An Arizona court recently ruled that a woman wanting to use her ex-husband’s saved sperm to become pregnant “outweigh[ed]” the man’s desire not to become a father. Due to this court ruling, the man could also be liable for 18 years of child support.
In 2014, Ruby Torres was diagnosed with bilateral breast cancer. She was told that after chemotherapy she likely wouldn’t be able to become pregnant. She and her then-boyfriend John Terrell decided to preserve some embryos so that she might one day be able to become a mother.
The couple would eventually marry but then divorced, The Daily Wire reported.
According to KPRC Radio, During their divorce, it occurred to John that his ex still had his sperm in storage with the embryos so he brought his case to Maricopa County Superior Court and requested they not be used without his consent. That court ruled the embryos should be given to a third party.
Ruby appealed and won on March 14th.
Judge Jennifer B. Campbell wrote in a 2-1 decision overturning the lower court’s finding, “The trial court erred when it placed heavy weight on the parties’ inability to ‘co-parent. Nothing in the record suggests that either of them expected or intended to co-parent any offspring derived from the embryos.”
But in the dissenting opinion Judge Maria Elena Cruz pointed out how John & Ruby signed a contract five years earlier when they preserved the embryos in which both parents agreed they would provide “express, written consent” for the DNA to be used.
The case might seem like a unique circumstance, but Arizona legislators took up the debate last year and passed a law motivated by Torres’ case.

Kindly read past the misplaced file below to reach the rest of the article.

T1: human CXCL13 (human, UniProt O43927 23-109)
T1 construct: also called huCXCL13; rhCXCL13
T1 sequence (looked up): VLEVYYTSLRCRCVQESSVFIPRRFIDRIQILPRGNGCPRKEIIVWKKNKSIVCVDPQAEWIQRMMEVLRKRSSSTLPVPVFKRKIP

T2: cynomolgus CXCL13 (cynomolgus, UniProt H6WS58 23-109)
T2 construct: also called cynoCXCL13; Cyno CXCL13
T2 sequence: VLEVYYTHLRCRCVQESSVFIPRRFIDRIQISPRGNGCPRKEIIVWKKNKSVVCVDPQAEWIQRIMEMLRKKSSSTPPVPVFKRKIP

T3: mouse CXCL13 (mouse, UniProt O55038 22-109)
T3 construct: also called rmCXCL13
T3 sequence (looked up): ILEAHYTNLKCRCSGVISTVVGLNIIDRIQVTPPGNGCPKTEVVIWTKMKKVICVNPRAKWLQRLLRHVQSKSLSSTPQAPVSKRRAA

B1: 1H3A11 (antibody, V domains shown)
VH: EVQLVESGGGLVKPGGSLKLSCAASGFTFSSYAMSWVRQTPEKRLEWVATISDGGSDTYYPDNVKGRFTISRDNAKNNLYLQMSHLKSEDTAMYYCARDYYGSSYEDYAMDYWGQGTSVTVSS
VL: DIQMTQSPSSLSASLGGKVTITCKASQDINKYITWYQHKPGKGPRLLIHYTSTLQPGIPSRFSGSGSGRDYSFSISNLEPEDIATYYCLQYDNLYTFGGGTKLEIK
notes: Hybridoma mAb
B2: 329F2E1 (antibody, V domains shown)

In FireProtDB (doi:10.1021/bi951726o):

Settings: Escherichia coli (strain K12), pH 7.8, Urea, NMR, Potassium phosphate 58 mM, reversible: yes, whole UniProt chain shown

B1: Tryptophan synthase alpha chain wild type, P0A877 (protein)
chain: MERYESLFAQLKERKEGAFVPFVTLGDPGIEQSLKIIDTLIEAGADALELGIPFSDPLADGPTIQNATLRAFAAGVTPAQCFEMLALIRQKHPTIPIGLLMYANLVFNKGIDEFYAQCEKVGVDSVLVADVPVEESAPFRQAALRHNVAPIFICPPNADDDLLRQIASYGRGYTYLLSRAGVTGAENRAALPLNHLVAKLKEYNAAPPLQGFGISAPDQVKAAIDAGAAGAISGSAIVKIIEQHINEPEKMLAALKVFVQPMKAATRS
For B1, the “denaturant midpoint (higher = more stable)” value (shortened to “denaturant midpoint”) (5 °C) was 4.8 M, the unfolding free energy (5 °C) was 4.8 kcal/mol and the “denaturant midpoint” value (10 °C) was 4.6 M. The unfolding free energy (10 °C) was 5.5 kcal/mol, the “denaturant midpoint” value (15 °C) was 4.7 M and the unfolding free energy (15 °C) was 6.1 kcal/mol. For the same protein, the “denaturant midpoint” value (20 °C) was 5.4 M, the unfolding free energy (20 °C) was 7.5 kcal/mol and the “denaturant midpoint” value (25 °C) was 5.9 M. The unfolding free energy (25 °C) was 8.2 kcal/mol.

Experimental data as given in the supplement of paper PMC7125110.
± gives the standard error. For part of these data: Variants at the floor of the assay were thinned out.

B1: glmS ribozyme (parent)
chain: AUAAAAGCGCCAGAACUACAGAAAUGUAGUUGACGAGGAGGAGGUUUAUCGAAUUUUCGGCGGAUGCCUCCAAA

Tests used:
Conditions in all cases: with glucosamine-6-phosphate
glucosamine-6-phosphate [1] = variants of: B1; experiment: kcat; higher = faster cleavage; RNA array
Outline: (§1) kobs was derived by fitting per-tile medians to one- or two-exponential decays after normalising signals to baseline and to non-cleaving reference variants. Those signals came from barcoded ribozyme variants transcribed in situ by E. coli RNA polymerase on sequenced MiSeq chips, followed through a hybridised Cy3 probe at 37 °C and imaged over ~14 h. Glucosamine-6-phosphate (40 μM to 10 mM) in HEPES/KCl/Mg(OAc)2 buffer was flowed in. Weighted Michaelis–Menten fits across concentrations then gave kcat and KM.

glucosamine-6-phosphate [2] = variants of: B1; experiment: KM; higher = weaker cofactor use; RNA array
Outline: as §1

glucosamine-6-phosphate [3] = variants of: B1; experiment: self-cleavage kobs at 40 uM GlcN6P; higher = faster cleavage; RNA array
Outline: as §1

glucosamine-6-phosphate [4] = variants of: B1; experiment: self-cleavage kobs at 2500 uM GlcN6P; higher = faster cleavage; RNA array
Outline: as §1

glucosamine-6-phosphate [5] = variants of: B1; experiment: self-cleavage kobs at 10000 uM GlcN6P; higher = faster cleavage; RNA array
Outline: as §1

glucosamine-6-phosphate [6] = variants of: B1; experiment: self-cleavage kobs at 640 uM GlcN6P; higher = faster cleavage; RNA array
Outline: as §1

State law now requires that viable embryos from a divorced couple be awarded to the parent who will allow a child to be born. Italso states the other parent has no rights or obligations.
Campbell wrote that the law wasn’t a factor in the ruling because it didn’t exist at the time of the trial court decision.
And because that state law isn’t applicable in this case, Terrell could end up having to pay child support if Torres gives birth to a child. Torres testified that Terrell could decide if he wants to be involved in the child’s life.
“It is, of course, true that if Torres were awarded the embryos, Terrell could be legally responsible to financially support the children,” the ruling states. “That reality is the same today as it was when the parties executed the (in vitro fertilization) agreement nearly four years ago.”
Is this the new phase of ‘women’s right’? No rights at all for the fellas? Let us know what you think in the comments below.